What a Court Can do When There is a Potential Bonus

Generally, a court will determine the asset pool of the parties at the date of a trial. However, the court may treat a potential bonus differently as it did in the following case: 

  • Following separation, the husband had commenced working in Dubai and was receiving a significant salary package in excess of $400,000 per annum.  The package included a base salary, an annual company bonus, health insurance, a motor vehicle and superannuation.  
  • At the date of the trial, the husband had received advice from his employer that he would receive the previous year’s company bonus approximately three weeks after the trial. The wife sought for this bonus which was $32,000 net, be included in the pool.  
  • Whilst the general approach is to value the assets as at the date of trial, where an asset had been acquired post separation and from resources including labour, the court held it was open to find assets not to be joint matrimonial property to be divided between the parties.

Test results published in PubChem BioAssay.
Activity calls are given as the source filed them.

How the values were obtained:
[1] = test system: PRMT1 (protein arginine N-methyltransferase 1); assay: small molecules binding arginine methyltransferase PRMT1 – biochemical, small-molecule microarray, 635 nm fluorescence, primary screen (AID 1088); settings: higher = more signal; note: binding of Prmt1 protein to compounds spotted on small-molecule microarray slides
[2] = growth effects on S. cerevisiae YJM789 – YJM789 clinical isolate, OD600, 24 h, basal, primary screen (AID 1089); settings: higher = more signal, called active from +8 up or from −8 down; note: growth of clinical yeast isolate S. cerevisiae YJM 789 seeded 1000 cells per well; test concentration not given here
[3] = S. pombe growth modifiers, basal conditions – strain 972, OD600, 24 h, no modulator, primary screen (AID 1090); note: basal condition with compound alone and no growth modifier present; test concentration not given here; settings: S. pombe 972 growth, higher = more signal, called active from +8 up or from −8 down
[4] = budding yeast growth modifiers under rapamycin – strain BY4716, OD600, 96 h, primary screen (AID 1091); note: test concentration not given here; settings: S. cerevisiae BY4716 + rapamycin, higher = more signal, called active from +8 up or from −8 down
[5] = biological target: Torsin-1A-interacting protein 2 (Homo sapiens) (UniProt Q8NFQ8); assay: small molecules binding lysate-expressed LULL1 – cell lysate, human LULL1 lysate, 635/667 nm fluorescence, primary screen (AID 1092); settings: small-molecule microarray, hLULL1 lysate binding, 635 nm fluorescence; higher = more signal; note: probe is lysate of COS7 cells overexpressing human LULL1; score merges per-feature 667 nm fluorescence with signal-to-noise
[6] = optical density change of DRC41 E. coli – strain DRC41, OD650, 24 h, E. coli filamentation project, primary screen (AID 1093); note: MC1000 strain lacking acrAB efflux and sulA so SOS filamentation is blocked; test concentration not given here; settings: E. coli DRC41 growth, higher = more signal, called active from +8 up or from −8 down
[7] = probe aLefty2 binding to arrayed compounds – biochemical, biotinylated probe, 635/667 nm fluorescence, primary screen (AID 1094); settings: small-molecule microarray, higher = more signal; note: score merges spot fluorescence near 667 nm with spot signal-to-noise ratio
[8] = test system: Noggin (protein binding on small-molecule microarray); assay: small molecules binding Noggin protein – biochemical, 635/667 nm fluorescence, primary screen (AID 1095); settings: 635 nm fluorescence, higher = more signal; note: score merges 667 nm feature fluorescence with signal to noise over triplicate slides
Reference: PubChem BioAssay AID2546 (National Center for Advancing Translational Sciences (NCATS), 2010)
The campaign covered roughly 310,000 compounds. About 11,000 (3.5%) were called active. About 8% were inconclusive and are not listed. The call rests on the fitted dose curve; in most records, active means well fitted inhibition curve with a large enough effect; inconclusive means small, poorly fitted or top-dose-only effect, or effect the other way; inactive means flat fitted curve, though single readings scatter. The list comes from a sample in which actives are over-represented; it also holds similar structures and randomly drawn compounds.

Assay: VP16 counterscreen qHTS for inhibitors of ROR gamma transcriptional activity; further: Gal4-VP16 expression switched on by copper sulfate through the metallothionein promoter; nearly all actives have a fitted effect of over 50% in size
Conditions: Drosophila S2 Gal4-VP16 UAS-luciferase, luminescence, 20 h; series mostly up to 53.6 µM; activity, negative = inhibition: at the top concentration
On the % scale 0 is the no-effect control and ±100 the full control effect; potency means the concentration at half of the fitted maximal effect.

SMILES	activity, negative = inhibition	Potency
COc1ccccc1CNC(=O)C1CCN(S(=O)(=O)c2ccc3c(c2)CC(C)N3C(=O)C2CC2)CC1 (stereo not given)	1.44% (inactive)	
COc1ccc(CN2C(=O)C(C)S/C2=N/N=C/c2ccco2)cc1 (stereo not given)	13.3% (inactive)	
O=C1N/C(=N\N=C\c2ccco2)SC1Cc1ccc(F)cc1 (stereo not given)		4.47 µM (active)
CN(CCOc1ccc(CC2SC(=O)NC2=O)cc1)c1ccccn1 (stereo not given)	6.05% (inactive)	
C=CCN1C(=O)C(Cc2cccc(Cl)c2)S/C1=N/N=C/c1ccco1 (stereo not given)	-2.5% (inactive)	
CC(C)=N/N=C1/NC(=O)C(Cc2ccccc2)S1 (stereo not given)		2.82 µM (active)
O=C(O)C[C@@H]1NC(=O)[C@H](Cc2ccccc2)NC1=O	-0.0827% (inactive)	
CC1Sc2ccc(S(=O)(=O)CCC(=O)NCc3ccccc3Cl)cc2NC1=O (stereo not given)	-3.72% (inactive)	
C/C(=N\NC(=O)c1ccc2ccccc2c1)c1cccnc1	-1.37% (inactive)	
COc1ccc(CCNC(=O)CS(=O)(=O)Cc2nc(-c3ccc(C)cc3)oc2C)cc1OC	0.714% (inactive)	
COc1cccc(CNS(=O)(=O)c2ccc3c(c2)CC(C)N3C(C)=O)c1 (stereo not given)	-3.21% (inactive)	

• The court found as the bonus arose from the husband’s employment post separation and as such it should not be included in the list of assets as it was not attributed to the parties’ joint endeavours. 

It may seem reasonable to some and illogical to others. But each matter involving post-separation bonuses is unique and is addressed according to your personal circumstances. It is worthwhile to seek professional advice.